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Currency for Eastern Europe

We are going on a tour that will include Prague and Budapest which are not on Euros. Would it be wise to get some currency for those countries in addition to
Euros before we leave the U.S.? I was told they would accept Euros too.

Posted by
12329 posts

Life will be most convenient and most inexpensive if you work in the local currency. In both countries your atm or debit card will most likely work but clear this with your bank before you leave the US. I spend a lot of time in the region every year and have for a decade now and have had no problems with my debit card and my credit cards and always get the best exchange rates and the most convenience using them. I do still carry a good chunk of US dollars as feel good emergency money as it is easy to change if need be but I have never had to use it. Since I have more experience in Budapest tell me how you are arriving and I will point you to the nearest atm.

Posted by
11261 posts

The money advice for Prague and Budapest is the same as for other places in Europe. Here is a page of Rick's money tips; read all the links, and you'll be an expert: http://www.ricksteves.com/plan/tips/money-travel-tips.htm Summary: use ATM's to get local cash, and use credit cards for larger purchases. If it makes you feel more secure, you can get $50-100 of each currency before your trip, but it's not necessary. Call your banks and card companies about a week before your trip, so they (hopefully) won't block foreign transactions. Always have transactions processed in local currency instead of dollars. If you have leftover cash when leaving a country, use it to pay down your hotel bill before putting the rest on a credit card. Try to avoid exchanging cash, and if you have to, don't do it more than once, as you lose money on every exchange. (In other words, if you are going directly from Prague to Budapest, don't turn leftover koruna into dollars and then dollars into forints; turn koruna into forints). Euros may be accepted in some places in Prague or Budapest (particularly to pay your hotel bill), but they are not legal tender in either country. Therefore: 1) No one is under any obligation to accept euros, 2) If they do accept euros, they are free to set whatever exchange rate they wish, and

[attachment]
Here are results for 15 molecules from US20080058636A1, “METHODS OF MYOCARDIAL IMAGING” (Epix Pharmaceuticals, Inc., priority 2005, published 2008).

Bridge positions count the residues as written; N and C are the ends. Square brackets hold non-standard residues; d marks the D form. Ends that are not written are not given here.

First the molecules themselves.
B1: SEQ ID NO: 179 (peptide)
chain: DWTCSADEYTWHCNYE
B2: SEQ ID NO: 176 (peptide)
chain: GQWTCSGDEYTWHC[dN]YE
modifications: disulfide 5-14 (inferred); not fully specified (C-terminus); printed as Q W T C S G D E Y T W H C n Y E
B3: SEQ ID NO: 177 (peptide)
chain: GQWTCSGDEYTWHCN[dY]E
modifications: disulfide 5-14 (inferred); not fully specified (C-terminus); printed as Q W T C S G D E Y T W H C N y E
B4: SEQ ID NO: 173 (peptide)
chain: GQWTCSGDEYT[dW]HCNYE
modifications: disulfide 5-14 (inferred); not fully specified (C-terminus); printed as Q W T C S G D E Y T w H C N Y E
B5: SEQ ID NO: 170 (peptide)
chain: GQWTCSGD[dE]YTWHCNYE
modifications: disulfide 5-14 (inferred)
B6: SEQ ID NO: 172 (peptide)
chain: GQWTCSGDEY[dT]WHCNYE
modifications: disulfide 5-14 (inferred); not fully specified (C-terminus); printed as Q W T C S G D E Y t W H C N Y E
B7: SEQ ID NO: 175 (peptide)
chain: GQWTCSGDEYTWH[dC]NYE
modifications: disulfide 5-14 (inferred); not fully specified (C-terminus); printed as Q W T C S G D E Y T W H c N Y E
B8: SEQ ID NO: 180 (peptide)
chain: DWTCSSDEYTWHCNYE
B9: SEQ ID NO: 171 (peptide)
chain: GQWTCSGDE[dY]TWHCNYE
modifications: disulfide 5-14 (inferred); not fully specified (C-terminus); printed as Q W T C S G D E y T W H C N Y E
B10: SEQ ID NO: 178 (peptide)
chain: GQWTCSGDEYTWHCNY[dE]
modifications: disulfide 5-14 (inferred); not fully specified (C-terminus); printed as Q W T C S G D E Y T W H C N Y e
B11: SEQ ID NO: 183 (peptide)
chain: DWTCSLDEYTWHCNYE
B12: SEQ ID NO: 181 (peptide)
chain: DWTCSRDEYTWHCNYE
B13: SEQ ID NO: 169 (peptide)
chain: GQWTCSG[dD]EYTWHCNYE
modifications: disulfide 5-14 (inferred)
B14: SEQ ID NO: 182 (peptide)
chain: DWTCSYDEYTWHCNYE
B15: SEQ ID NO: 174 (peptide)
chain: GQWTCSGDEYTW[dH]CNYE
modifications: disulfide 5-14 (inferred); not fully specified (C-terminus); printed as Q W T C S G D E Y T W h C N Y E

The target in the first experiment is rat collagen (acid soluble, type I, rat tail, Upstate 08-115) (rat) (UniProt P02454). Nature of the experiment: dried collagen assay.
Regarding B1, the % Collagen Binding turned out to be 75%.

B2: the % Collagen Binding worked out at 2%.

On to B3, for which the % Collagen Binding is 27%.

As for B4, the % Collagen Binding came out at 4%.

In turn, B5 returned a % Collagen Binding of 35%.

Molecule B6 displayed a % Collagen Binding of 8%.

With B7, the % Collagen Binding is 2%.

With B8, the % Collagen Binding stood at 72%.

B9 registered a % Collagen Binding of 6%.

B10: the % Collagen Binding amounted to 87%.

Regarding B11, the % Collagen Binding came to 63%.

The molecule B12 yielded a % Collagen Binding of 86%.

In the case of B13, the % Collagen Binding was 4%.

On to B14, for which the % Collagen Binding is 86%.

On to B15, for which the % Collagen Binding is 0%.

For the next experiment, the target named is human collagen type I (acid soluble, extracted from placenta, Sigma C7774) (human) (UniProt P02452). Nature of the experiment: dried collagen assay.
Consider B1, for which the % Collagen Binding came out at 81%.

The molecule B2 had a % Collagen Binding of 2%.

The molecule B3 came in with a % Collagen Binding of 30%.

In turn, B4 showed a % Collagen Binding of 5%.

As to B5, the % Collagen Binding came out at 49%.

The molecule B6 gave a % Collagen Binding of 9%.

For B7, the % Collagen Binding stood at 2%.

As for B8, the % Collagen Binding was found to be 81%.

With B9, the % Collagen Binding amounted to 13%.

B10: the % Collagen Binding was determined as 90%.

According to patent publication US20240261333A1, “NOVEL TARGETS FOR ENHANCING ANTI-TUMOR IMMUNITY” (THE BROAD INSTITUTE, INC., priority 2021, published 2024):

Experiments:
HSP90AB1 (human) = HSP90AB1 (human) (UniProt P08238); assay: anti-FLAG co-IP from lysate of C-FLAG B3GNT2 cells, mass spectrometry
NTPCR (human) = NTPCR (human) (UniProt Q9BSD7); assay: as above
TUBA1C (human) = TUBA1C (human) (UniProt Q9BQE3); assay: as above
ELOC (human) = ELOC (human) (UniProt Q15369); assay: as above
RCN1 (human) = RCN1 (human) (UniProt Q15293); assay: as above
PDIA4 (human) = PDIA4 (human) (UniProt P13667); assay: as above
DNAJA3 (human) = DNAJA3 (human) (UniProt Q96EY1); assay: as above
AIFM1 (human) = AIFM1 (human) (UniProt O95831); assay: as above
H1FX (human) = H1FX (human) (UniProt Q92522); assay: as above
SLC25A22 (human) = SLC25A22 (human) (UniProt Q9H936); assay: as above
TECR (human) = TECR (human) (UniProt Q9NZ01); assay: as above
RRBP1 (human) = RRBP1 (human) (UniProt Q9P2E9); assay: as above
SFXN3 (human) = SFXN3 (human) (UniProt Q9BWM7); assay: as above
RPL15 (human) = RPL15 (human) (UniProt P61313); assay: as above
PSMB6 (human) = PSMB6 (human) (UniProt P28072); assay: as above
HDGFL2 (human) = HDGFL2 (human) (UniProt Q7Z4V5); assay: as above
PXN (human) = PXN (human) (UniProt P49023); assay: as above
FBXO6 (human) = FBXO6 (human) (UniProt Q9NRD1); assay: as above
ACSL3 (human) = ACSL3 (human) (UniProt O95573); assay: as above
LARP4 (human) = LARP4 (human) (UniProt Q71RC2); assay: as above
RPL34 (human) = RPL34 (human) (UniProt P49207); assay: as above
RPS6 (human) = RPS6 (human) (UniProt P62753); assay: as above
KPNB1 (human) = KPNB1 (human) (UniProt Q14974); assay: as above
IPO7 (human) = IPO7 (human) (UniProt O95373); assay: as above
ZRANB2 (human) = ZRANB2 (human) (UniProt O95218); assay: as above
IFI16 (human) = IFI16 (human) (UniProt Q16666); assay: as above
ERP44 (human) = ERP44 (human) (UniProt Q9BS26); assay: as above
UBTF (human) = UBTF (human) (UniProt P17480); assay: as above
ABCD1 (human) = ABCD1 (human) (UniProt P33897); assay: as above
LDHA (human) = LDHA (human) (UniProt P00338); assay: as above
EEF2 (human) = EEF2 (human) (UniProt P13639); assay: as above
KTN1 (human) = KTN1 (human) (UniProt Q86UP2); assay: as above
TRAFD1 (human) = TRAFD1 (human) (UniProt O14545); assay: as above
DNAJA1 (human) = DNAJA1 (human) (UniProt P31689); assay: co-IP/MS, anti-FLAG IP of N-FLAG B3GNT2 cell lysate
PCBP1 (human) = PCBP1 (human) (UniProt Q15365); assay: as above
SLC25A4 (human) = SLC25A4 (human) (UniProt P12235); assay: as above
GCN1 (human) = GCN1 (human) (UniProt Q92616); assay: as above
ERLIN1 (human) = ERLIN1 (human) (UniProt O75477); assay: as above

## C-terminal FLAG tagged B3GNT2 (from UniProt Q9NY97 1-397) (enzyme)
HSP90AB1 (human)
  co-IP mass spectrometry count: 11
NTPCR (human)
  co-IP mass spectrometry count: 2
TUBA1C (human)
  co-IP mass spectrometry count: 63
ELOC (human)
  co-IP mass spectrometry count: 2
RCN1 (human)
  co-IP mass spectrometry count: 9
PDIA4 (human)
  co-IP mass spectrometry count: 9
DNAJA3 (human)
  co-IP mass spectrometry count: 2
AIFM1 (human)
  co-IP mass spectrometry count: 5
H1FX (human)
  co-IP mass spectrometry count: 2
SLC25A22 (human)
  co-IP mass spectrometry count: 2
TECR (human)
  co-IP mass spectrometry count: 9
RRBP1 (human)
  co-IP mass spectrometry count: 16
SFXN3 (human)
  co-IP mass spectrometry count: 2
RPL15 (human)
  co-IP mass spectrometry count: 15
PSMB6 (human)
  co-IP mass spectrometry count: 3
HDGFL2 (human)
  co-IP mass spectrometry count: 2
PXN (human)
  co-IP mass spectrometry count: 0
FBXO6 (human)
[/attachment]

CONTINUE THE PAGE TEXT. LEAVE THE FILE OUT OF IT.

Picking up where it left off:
3) You will be given change in local currency. In other words, don't count on using euros anywhere in Prague or Budapest, and be pleasantly surprised if they are accepted (but don't be surprised if it's not a good deal). For things like local buses, you will definitely need local currency.

Posted by
12329 posts

Harold is pretty much spot on with a possible unique time to time exception with the euros in Budapest and probably Prague. Apartment rental companies may request payment in Euros and some tour guides want to be paid in Euros. They will both take Hungarian Forints but you might do a little better on prices in Euros. Look at how the quote the prices on their web sites. You might also do better in Euros on high end items like antiques and art. Day to day on the street, in the restaurants, etc. you will always do better in Forints

Posted by
2788 posts

Do you have a copy of RS Eastern Europe Guide Book yet? If so, great. If not you should get one as it is full of useful information that we used when we toured thru Eastern Europe where we used our debit card (from a local credit union and tied to a checking account)to get local currency from ATM machines that were all over the place there. We go to Europe every summer and have never found it necessary to get any European currency prior to leaving the US but rather wait until we arrive there to get the better rates. We enjoyed both Prague and Budapest. Happy travels.

Posted by
61 posts

We always get currency for wherever we are going, here in the US before we go. At some banks it is free. We don't get a lot, but it saves that panicky feeling when you get to a new country, and can't find an ATM.

Posted by
2525 posts

"At some banks it is free." That is a truly unique bank, but much more likely you are paying through a less than favorable exchange rate.